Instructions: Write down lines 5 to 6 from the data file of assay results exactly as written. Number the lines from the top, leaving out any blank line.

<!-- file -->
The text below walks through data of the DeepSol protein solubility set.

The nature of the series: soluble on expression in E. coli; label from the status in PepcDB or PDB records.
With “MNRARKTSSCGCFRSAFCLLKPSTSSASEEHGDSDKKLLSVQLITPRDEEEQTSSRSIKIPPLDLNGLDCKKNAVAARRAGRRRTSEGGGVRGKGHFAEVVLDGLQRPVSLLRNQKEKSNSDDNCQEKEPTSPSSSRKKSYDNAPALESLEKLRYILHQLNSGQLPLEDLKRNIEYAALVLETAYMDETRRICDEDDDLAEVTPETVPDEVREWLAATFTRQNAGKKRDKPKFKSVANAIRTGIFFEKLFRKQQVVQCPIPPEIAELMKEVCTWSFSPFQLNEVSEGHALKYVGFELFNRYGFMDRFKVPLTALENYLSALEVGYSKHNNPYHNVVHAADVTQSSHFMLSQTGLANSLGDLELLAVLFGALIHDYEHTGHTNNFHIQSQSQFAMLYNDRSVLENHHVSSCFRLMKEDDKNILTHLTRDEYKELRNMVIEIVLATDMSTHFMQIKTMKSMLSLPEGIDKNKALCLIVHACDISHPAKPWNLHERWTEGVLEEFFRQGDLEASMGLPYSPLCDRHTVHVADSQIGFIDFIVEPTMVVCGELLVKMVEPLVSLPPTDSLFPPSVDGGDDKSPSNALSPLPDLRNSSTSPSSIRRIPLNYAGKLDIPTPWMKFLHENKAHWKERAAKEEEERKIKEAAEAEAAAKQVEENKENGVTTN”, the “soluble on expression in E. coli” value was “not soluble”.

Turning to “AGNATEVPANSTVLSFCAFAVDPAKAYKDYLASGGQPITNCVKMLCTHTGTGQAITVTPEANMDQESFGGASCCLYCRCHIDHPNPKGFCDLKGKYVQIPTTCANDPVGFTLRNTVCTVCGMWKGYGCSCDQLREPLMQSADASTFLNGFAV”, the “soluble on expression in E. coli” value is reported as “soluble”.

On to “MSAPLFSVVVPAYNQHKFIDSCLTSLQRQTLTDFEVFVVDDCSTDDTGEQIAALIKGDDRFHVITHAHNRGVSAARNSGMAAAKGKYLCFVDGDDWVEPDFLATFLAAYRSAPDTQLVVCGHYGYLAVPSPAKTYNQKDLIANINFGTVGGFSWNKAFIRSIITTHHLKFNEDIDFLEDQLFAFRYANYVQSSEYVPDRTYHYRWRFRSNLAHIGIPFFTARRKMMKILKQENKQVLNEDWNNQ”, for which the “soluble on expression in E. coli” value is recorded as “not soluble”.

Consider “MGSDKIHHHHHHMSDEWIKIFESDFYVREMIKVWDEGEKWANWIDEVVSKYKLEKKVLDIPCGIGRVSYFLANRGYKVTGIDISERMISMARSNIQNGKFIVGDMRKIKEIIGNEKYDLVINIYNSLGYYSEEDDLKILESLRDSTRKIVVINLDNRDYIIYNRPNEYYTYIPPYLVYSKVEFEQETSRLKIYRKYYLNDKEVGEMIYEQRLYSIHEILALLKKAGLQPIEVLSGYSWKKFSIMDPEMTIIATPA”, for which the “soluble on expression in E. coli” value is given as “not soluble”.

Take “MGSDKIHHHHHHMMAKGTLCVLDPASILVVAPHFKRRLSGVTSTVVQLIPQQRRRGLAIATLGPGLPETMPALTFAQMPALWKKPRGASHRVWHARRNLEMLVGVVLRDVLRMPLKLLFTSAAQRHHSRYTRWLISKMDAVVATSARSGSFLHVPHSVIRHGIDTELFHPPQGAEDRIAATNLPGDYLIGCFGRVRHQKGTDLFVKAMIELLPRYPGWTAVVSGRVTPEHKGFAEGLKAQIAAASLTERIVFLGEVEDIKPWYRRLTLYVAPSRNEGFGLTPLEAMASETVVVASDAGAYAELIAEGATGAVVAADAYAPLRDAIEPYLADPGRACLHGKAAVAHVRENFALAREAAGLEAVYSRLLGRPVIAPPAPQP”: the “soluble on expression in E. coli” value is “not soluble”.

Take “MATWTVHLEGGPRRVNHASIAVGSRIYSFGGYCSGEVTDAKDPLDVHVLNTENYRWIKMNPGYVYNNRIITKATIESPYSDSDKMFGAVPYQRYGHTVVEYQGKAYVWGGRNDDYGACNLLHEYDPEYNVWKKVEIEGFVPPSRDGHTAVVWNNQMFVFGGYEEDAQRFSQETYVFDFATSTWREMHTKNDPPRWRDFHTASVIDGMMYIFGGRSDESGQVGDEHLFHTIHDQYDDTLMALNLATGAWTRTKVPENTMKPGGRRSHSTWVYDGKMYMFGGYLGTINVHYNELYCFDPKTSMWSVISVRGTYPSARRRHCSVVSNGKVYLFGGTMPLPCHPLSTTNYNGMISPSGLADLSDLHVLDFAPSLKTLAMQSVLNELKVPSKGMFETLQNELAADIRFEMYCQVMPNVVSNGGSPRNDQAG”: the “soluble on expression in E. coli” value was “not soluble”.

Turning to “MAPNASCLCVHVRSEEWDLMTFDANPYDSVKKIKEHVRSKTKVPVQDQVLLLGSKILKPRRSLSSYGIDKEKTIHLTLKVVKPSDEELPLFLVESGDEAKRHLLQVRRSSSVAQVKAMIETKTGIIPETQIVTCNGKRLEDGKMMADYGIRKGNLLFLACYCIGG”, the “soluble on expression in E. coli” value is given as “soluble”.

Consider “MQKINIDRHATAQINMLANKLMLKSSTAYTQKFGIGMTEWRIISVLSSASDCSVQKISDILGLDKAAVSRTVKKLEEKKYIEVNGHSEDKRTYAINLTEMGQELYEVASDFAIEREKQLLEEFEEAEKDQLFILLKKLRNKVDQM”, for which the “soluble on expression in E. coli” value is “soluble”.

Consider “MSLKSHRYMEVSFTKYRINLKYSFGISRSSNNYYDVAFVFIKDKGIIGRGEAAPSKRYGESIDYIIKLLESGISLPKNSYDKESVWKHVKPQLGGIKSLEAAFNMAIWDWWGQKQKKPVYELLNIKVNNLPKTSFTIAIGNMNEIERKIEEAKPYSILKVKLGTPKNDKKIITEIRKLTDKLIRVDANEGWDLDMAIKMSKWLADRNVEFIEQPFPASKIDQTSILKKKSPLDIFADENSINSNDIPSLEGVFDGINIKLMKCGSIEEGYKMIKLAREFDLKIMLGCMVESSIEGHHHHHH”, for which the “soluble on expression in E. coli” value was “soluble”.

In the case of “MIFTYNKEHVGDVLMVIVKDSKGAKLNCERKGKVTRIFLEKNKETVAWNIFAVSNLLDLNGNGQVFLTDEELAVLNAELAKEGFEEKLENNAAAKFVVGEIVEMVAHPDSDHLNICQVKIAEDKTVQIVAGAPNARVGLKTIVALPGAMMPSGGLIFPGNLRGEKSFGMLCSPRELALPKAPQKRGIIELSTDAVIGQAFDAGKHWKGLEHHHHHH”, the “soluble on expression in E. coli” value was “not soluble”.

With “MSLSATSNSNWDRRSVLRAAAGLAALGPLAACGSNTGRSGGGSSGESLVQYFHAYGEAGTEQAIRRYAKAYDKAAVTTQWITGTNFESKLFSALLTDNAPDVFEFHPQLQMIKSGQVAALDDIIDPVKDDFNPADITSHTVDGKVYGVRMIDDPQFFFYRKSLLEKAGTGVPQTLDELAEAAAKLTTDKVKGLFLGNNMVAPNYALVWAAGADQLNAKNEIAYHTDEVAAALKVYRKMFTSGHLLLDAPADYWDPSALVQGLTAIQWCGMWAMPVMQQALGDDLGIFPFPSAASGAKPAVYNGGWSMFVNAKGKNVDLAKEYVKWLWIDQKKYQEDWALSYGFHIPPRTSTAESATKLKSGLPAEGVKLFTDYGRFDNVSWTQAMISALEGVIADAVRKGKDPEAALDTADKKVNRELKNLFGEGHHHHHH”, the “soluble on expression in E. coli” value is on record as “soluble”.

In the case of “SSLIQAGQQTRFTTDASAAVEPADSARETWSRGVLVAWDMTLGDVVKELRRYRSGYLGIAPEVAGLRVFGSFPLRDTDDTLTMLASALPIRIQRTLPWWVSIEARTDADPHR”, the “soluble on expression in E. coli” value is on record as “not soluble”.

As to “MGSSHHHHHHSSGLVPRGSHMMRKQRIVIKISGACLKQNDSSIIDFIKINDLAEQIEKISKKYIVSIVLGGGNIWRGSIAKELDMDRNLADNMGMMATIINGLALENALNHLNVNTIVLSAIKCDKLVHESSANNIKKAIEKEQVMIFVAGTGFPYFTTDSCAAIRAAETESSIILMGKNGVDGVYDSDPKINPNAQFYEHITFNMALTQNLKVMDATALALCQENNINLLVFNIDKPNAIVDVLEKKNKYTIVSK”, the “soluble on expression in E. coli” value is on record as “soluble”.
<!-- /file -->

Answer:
On to “MSAPLFSVVVPAYNQHKFIDSCLTSLQRQTLTDFEVFVVDDCSTDDTGEQIAALIKGDDRFHVITHAHNRGVSAARNSGMAAAKGKYLCFVDGDDWVEPDFLATFLAAYRSAPDTQLVVCGHYGYLAVPSPAKTYNQKDLIANINFGTVGGFSWNKAFIRSIITTHHLKFNEDIDFLEDQLFAFRYANYVQSSEYVPDRTYHYRWRFRSNLAHIGIPFFTARRKMMKILKQENKQVLNEDWNNQ”, for which the “soluble on expression in E. coli” value is recorded as “not soluble”.

Consider “MGSDKIHHHHHHMSDEWIKIFESDFYVREMIKVWDEGEKWANWIDEVVSKYKLEKKVLDIPCGIGRVSYFLANRGYKVTGIDISERMISMARSNIQNGKFIVGDMRKIKEIIGNEKYDLVINIYNSLGYYSEEDDLKILESLRDSTRKIVVINLDNRDYIIYNRPNEYYTYIPPYLVYSKVEFEQETSRLKIYRKYYLNDKEVGEMIYEQRLYSIHEILALLKKAGLQPIEVLSGYSWKKFSIMDPEMTIIATPA”, for which the “soluble on expression in E. coli” value is given as “not soluble”.